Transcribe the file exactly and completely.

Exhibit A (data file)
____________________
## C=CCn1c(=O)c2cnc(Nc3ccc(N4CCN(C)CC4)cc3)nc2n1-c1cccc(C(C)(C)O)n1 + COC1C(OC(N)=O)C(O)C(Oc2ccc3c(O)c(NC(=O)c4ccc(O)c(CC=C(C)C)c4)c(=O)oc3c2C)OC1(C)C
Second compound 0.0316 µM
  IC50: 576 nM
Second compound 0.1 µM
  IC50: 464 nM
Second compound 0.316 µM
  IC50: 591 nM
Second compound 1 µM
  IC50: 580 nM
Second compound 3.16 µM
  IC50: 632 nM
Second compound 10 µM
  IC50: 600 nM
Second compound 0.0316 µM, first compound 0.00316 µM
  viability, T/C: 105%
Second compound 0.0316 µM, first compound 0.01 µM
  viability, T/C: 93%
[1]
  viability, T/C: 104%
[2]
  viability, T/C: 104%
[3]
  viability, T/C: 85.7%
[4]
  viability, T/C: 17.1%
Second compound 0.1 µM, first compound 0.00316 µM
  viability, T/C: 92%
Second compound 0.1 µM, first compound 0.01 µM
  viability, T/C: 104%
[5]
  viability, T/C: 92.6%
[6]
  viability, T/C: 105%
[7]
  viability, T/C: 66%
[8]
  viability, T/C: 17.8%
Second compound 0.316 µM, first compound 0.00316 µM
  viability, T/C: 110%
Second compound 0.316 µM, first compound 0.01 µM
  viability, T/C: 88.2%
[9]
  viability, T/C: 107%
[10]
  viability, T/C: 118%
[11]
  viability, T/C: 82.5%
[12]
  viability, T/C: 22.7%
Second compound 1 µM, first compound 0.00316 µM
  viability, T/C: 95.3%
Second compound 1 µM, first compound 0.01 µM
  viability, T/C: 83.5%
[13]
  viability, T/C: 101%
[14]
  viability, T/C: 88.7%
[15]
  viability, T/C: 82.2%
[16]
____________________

## C=CCn1c(=O)c2cnc(Nc3ccc(N4CCN(C)CC4)cc3)nc2n1-c1cccc(C(C)(C)O)n1 + COC1C(OC(N)=O)C(O)C(Oc2ccc3c(O)c(NC(=O)c4ccc(O)c(CC=C(C)C)c4)c(=O)oc3c2C)OC1(C)C
Second compound 0.0316 µM
  IC50: 576 nM
Second compound 0.1 µM
  IC50: 464 nM
Second compound 0.316 µM
  IC50: 591 nM
Second compound 1 µM
  IC50: 580 nM
Second compound 3.16 µM
  IC50: 632 nM
Second compound 10 µM
  IC50: 600 nM
Second compound 0.0316 µM, first compound 0.00316 µM
  viability, T/C: 105%
Second compound 0.0316 µM, first compound 0.01 µM
  viability, T/C: 93%
[1]
  viability, T/C: 104%
[2]
  viability, T/C: 104%
[3]
  viability, T/C: 85.7%
[4]
  viability, T/C: 17.1%
Second compound 0.1 µM, first compound 0.00316 µM
  viability, T/C: 92%
Second compound 0.1 µM, first compound 0.01 µM
  viability, T/C: 104%
[5]
  viability, T/C: 92.6%
[6]
  viability, T/C: 105%
[7]
  viability, T/C: 66%
[8]
  viability, T/C: 17.8%
Second compound 0.316 µM, first compound 0.00316 µM
  viability, T/C: 110%
Second compound 0.316 µM, first compound 0.01 µM
  viability, T/C: 88.2%
[9]
  viability, T/C: 107%
[10]
  viability, T/C: 118%
[11]
  viability, T/C: 82.5%
[12]
  viability, T/C: 22.7%
Second compound 1 µM, first compound 0.00316 µM
  viability, T/C: 95.3%
Second compound 1 µM, first compound 0.01 µM
  viability, T/C: 83.5%
[13]
  viability, T/C: 101%
[14]
  viability, T/C: 88.7%
[15]
  viability, T/C: 82.2%
[16]